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In FERC Filing, Goldman Sachs Seeks to Enter Retail Electricity Market

WASHINGTON, D.C. – In October, a private equity fund owned and controlled by Goldman Sachs applied to the Federal Energy Regulatory Commission to sell electricity on behalf of its affiliate Rhythm Energy, making the banking giant the first Wall Street bank to sell retail electricity contracts to households. Linked here is a blog post detailing Goldman’s efforts.

“Competitive retail electricity suppliers solicit households to sign contracts to provide electricity, often door-to-door,” said Tyson Solcum, director of Public Citizen’s energy program. “The industry is known to frequently employ unfair and deceptive marketing and sales tactics, disproportionately impacting low-income communities, communities of color and the elderly. It is highly concerning to see a large Wall Street bank enter a market known for its lack of consumer protection.” 

According to a recent report, retail energy companies cost families over $19 billion in higher utility bills from 2010 through 2019.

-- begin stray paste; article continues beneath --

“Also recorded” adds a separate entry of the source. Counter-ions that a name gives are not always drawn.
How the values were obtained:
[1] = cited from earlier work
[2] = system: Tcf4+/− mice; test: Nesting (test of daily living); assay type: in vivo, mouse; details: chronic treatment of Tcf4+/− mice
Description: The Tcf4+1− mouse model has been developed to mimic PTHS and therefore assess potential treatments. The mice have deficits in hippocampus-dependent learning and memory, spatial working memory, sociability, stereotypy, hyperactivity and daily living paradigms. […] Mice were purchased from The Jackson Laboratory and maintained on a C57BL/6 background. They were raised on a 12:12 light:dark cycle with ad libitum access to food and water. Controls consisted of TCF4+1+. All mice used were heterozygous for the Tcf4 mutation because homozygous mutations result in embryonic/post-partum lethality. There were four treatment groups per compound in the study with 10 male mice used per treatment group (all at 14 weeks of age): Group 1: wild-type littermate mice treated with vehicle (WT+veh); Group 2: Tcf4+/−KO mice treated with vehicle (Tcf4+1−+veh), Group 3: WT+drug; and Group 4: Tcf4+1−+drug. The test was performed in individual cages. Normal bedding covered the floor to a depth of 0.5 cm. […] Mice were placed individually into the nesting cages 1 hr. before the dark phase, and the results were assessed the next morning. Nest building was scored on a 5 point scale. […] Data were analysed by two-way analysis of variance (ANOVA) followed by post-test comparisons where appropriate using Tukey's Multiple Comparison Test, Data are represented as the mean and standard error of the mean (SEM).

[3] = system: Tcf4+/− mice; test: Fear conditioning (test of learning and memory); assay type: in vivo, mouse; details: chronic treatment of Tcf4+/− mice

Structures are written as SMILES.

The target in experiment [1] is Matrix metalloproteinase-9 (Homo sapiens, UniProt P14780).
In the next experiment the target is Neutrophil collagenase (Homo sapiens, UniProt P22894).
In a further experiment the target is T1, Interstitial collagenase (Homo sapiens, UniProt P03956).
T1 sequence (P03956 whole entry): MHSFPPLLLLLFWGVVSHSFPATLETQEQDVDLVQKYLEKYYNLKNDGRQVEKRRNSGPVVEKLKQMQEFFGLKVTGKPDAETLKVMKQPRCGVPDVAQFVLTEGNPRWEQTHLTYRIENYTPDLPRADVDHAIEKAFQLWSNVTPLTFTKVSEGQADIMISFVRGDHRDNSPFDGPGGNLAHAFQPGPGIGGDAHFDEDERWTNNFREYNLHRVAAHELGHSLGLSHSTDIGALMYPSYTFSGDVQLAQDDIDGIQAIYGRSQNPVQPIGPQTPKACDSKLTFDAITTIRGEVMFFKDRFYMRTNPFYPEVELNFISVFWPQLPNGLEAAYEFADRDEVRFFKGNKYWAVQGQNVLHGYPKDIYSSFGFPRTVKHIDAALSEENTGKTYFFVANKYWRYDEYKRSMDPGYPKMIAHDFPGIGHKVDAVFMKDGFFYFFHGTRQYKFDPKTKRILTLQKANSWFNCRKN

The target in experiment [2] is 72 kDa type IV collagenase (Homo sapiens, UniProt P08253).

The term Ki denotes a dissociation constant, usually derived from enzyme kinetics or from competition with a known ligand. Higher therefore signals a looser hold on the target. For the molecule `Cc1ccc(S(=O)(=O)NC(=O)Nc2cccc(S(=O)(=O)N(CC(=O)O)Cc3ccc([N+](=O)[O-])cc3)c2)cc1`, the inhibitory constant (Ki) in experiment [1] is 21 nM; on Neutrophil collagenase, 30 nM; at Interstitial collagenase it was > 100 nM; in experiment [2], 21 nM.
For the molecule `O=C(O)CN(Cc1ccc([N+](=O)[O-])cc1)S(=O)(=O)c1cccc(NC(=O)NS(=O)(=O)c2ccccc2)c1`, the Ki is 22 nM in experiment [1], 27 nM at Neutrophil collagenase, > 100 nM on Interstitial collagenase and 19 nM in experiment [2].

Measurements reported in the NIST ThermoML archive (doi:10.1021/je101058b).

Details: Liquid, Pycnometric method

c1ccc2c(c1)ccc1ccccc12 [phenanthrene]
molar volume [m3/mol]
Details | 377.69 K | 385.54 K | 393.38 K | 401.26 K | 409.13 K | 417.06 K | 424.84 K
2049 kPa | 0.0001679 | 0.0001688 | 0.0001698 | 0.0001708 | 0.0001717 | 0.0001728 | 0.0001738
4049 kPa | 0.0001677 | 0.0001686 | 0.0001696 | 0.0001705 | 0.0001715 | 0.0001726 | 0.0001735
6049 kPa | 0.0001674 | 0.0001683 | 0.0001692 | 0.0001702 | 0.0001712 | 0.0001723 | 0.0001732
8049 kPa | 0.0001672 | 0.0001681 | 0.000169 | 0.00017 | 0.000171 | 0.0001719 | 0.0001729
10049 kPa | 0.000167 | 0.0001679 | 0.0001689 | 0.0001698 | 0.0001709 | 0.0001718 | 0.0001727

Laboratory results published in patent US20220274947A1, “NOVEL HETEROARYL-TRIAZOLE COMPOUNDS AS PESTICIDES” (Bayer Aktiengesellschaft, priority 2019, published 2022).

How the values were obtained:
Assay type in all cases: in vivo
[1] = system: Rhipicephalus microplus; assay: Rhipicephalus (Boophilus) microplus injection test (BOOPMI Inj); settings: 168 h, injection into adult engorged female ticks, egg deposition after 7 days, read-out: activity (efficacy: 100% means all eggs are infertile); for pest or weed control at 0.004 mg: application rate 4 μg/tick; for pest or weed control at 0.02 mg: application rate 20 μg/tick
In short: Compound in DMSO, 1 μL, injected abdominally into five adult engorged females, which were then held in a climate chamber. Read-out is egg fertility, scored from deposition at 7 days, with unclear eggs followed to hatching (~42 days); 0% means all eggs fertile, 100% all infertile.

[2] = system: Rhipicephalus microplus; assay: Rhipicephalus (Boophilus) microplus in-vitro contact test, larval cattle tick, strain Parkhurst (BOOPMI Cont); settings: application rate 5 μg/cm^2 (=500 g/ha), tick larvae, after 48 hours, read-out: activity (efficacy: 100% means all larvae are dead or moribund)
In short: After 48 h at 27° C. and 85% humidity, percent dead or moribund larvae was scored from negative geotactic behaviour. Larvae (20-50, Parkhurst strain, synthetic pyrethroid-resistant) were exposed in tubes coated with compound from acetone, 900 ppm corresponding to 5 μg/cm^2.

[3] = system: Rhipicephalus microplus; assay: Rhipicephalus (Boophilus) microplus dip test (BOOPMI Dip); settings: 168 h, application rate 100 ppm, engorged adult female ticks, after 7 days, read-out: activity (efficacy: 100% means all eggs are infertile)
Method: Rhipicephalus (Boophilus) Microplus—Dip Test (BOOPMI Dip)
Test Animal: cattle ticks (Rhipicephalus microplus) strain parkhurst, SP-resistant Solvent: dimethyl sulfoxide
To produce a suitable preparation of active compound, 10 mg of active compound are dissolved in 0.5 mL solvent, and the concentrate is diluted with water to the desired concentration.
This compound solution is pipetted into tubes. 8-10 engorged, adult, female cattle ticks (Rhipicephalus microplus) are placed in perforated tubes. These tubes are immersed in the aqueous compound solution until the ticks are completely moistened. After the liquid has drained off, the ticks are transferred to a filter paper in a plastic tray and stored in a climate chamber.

Key to Goldman’s ability to make money from selling retail electricity to households is having a sizable financial power trading business buoyed by control over generation. On October 24, FERC approved allowing Goldman Sachs to control GenOn’s fleet of fossil fuel power plants out of bankruptcy.

“Controlling both energy generation and building out a network of households that are contractually obligated to buy your energy is ripe for consumer abuse,” said Slocum. “Lawmakers have attempted to build a firewall between banks owning and controlling non-bank businesses. While Goldman is playing a game with shell corporations, there are very clear connections between Goldman Sachs, private equity firm West Street Capital Partners, and Rhythm Energy.”

Goldman Sachs’ entry into the retail energy market comes as the company is seeking to streamline and downsize its retail banking business. The bank recently largely abandoned its Marcus retail banking to focus on the higher returns of focusing on wealthy clients, and executives are looking to exit its ill-fated retail credit card partnership with Apple.

In a short essay outlining the implications of the filing before FERC, Slocum further details the application from Goldman Sachs’ West Street Capital Partners to begin sales of energy contracts to households by Rhythm Energy. 

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